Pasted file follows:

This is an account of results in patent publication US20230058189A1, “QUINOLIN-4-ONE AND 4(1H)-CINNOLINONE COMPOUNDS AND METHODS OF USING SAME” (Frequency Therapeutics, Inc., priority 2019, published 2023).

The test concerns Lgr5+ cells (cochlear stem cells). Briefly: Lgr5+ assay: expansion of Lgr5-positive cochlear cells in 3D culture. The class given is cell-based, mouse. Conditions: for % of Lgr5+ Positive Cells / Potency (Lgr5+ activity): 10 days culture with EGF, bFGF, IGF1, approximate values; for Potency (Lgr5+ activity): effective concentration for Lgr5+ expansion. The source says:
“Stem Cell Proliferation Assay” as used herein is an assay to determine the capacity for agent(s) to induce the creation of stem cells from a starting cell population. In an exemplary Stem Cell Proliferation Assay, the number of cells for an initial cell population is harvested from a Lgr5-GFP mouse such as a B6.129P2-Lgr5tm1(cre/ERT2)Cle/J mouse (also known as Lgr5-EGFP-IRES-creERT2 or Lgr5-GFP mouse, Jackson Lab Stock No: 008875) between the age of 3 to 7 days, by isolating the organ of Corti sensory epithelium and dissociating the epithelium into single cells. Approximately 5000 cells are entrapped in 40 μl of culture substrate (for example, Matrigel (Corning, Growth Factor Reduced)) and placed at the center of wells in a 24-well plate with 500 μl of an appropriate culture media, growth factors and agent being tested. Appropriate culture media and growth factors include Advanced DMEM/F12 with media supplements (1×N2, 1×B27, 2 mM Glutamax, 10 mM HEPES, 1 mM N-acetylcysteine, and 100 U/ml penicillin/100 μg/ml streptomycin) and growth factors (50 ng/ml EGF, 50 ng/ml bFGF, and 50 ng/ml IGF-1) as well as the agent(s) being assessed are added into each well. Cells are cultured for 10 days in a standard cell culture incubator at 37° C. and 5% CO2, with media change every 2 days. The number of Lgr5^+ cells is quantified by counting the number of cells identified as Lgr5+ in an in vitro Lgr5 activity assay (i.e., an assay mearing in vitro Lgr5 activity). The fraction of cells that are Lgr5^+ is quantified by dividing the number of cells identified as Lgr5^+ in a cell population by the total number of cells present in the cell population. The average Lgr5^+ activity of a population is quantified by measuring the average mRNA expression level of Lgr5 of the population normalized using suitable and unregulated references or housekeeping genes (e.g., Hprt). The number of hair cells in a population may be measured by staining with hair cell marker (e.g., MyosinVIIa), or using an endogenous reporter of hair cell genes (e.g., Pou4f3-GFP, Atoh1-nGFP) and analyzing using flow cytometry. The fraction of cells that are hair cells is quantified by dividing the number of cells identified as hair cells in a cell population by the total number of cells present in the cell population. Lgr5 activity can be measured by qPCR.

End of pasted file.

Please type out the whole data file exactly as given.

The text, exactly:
This is an account of results in patent publication US20230058189A1, “QUINOLIN-4-ONE AND 4(1H)-CINNOLINONE COMPOUNDS AND METHODS OF USING SAME” (Frequency Therapeutics, Inc., priority 2019, published 2023).

The test concerns Lgr5+ cells (cochlear stem cells). Briefly: Lgr5+ assay: expansion of Lgr5-positive cochlear cells in 3D culture. The class given is cell-based, mouse. Conditions: for % of Lgr5+ Positive Cells / Potency (Lgr5+ activity): 10 days culture with EGF, bFGF, IGF1, approximate values; for Potency (Lgr5+ activity): effective concentration for Lgr5+ expansion. The source says:
“Stem Cell Proliferation Assay” as used herein is an assay to determine the capacity for agent(s) to induce the creation of stem cells from a starting cell population. In an exemplary Stem Cell Proliferation Assay, the number of cells for an initial cell population is harvested from a Lgr5-GFP mouse such as a B6.129P2-Lgr5tm1(cre/ERT2)Cle/J mouse (also known as Lgr5-EGFP-IRES-creERT2 or Lgr5-GFP mouse, Jackson Lab Stock No: 008875) between the age of 3 to 7 days, by isolating the organ of Corti sensory epithelium and dissociating the epithelium into single cells. Approximately 5000 cells are entrapped in 40 μl of culture substrate (for example, Matrigel (Corning, Growth Factor Reduced)) and placed at the center of wells in a 24-well plate with 500 μl of an appropriate culture media, growth factors and agent being tested. Appropriate culture media and growth factors include Advanced DMEM/F12 with media supplements (1×N2, 1×B27, 2 mM Glutamax, 10 mM HEPES, 1 mM N-acetylcysteine, and 100 U/ml penicillin/100 μg/ml streptomycin) and growth factors (50 ng/ml EGF, 50 ng/ml bFGF, and 50 ng/ml IGF-1) as well as the agent(s) being assessed are added into each well. Cells are cultured for 10 days in a standard cell culture incubator at 37° C. and 5% CO2, with media change every 2 days. The number of Lgr5^+ cells is quantified by counting the number of cells identified as Lgr5+ in an in vitro Lgr5 activity assay (i.e., an assay mearing in vitro Lgr5 activity). The fraction of cells that are Lgr5^+ is quantified by dividing the number of cells identified as Lgr5^+ in a cell population by the total number of cells present in the cell population. The average Lgr5^+ activity of a population is quantified by measuring the average mRNA expression level of Lgr5 of the population normalized using suitable and unregulated references or housekeeping genes (e.g., Hprt). The number of hair cells in a population may be measured by staining with hair cell marker (e.g., MyosinVIIa), or using an endogenous reporter of hair cell genes (e.g., Pou4f3-GFP, Atoh1-nGFP) and analyzing using flow cytometry. The fraction of cells that are hair cells is quantified by dividing the number of cells identified as hair cells in a cell population by the total number of cells present in the cell population. Lgr5 activity can be measured by qPCR.